|Photo courtesy of|
Of course, nothing life threatening happened. Life didn't stop; I wasn't affected beyond having to scramble to make sure monthly bills had, indeed, been paid during the fallout period of the hacking event. What happened was that I was forced to go back to using my check book for purchases. Remember that? It used to be the commonplace manner of commerce for all of us. We wrote checks and we realized that big purchases might sometimes take longer to process, so we were more mindful of our purchasing activity. I readily admit that the convenience of having a debit card allows me to be less responsible with my spending habits. Debit cards post purchases so quickly to our banking accounts, and those accounts are immediately accessible via the internet that we all tend to whip that card out with very little thought these days.
So, in the midst of all this cleaning up of the multiple hacking events, what I recognized was that perhaps this series of events occurred as a wake up call for me. I am not suggesting that I zip around, madly spending with that debit card, or that I'm irresponsible with the money that I have. To the contrary, I'm probably one of the more financially responsible people you're likely to meet. That being said, I do know that that debit card encouraged me to be a bit more blithe with my finances than was necessary.
In the approximate ten days that I waited on my new debit card to be processed and mailed to me, I immediately became more aware of how I behaved with my money. Writing a check to purchase something takes longer than swiping a credit card; as a result, it forces you to move more methodically, more slowly, and to be more aware of what you're doing. As is my habit, when something of this nature occurs and grabs my conscious attention, I look for the deeper message.
Around the time all of this was happening to me, we were approaching Easter week. This high holy week is one that causes the whole world to slow down, to ponder very deep concepts, and to be appreciative on myriad levels. As is common of spiritual holidays, many people choose to release from their physical bodies around Easter (and Christmas and several other holy days). In my own personal sphere, two people close to me passed away. Both were unexpected deaths, as both people were vital, active individuals that no one would have expected to have to say that final goodbye to with such abruptness. Consequently, yet more moments demanded that I stop going through life on a bit of an auto-pilot status. Two beautiful Souls left this earth in an unexpected manner, reminding us all of the capriciousness of Life in general. There is Divine Order to the moment each of us quits this life, and there are also lessons to be learned when someone near us passes over.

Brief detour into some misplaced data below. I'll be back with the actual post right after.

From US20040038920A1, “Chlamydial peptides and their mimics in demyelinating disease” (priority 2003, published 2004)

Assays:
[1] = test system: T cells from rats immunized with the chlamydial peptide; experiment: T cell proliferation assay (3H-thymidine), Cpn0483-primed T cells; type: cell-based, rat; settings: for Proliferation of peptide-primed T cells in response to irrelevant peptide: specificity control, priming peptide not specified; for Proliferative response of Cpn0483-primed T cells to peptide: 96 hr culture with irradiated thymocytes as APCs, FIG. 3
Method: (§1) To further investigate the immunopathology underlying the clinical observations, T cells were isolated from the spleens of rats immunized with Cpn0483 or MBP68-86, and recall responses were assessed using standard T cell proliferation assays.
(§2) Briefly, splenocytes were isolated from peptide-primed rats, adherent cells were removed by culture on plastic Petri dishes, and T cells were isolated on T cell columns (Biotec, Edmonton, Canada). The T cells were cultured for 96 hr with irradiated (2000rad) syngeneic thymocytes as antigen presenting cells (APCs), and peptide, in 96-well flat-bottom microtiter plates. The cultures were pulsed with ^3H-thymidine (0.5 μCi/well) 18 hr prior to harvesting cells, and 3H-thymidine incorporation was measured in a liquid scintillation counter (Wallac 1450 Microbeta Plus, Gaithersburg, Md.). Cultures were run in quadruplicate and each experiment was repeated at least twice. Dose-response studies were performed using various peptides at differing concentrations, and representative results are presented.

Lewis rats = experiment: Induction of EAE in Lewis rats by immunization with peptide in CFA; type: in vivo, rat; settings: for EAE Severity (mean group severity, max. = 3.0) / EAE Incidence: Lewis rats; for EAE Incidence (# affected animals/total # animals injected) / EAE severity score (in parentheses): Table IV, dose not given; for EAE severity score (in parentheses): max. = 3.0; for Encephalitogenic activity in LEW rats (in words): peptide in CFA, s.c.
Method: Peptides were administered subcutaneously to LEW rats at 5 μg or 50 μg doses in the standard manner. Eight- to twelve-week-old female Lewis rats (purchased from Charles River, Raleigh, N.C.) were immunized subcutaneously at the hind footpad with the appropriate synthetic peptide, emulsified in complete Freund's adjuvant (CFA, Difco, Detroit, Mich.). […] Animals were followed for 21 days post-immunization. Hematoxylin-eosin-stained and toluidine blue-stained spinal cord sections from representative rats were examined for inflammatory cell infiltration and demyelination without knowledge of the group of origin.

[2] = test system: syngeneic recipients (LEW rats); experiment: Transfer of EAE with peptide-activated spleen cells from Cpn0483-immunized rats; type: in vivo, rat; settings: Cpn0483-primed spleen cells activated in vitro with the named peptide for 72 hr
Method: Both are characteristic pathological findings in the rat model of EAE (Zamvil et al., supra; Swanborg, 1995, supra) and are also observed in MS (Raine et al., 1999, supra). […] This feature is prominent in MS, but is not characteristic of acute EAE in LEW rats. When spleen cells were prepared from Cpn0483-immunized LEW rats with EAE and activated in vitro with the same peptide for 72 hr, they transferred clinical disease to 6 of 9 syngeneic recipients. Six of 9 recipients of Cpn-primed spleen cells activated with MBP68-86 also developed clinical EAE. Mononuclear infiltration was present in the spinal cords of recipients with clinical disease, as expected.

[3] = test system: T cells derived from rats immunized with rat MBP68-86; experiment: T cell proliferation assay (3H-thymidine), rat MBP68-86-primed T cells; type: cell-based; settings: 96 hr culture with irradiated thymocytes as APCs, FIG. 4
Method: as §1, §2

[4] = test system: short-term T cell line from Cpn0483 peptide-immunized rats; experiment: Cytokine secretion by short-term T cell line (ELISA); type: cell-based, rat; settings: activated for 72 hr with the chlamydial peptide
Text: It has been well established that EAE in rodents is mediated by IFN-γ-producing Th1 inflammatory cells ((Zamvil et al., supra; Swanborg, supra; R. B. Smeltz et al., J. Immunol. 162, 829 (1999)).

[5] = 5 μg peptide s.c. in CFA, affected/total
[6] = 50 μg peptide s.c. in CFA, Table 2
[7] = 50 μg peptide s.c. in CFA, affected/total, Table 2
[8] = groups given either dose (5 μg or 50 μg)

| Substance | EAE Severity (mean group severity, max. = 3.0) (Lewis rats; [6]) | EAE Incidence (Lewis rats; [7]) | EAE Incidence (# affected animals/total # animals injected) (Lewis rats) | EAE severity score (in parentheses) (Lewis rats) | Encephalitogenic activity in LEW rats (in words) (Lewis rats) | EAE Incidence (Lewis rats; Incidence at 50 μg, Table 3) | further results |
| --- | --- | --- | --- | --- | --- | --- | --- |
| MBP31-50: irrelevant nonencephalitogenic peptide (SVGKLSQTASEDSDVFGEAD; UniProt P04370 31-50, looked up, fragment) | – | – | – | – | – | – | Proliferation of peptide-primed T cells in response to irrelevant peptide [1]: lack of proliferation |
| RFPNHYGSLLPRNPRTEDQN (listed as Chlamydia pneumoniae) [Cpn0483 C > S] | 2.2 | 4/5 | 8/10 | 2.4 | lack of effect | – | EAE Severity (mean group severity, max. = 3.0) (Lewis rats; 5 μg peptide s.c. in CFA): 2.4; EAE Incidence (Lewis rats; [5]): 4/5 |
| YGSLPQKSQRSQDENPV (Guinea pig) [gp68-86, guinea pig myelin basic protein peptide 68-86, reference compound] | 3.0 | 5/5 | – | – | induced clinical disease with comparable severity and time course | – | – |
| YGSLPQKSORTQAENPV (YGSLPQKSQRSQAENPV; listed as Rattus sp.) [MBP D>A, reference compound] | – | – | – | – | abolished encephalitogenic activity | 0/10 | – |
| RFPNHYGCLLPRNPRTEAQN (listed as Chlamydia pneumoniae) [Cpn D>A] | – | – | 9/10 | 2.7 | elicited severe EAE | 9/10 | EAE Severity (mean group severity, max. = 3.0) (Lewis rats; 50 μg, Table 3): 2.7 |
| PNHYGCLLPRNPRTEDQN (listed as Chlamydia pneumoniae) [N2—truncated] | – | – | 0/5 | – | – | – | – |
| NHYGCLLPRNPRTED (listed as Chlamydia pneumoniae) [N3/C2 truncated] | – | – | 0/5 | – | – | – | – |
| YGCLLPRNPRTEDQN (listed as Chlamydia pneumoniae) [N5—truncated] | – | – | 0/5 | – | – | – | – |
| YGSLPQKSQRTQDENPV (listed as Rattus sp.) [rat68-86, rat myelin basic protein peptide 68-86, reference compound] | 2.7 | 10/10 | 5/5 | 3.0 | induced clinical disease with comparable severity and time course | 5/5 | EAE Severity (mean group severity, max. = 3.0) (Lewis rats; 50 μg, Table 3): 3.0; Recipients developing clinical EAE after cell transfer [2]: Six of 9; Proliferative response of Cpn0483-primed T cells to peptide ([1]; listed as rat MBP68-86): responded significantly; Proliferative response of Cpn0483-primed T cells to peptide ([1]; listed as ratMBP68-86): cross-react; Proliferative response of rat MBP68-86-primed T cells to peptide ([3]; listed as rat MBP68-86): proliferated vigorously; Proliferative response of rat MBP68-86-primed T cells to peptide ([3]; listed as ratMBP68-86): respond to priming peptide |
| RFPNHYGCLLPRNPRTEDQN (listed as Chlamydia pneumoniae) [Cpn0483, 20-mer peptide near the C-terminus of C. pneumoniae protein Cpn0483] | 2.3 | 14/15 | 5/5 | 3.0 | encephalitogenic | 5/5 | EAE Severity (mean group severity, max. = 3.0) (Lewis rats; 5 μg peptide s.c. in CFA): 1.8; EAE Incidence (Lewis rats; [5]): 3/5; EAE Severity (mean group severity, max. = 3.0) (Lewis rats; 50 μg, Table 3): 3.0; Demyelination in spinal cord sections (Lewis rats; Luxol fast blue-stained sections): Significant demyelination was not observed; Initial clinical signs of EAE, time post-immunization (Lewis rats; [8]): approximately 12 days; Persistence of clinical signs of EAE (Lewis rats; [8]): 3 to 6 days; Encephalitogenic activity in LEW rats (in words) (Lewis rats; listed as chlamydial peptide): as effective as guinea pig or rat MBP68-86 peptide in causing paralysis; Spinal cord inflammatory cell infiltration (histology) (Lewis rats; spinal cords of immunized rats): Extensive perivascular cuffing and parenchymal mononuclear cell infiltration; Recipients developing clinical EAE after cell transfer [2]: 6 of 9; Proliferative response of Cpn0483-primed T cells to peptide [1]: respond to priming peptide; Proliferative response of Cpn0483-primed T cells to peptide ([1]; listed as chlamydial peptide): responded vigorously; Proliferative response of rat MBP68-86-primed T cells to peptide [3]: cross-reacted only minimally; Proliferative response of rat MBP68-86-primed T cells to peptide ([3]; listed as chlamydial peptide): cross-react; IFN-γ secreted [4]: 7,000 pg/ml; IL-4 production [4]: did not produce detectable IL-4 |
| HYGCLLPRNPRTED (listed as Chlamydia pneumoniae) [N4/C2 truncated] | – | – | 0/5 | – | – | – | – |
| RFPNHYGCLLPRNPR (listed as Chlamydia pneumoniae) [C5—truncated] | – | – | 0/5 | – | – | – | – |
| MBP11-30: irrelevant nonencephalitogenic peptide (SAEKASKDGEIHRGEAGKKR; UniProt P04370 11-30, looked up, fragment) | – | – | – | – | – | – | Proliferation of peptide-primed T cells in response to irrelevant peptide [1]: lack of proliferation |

Why am I weaving these occurrences together? Is it absurd to see a common thread in my life between being multiply hacked and the passing of two special people? What I am focusing on is that all of these events jarred me. They stripped my life down to some very bare bones, to a very elemental, quiet state. I was forced to go back to a more simple method of commerce, and I found that it wasn't necessarily a bad experience. It gave me clarity on some of my habits that had become sloppy and slightly unconscious with finances. We also become lazy with relationships. It isn't a harsh, condemning statement that I make here....it is human nature for us all to get distracted, to coast through life occasionally and to take a wide range of people and things for granted. We all do it. Daily, weekly, monthly, yearly.
It is only when an abrupt change hits our personal horizon that we wake up from our auto-pilot journey. The image above has the text: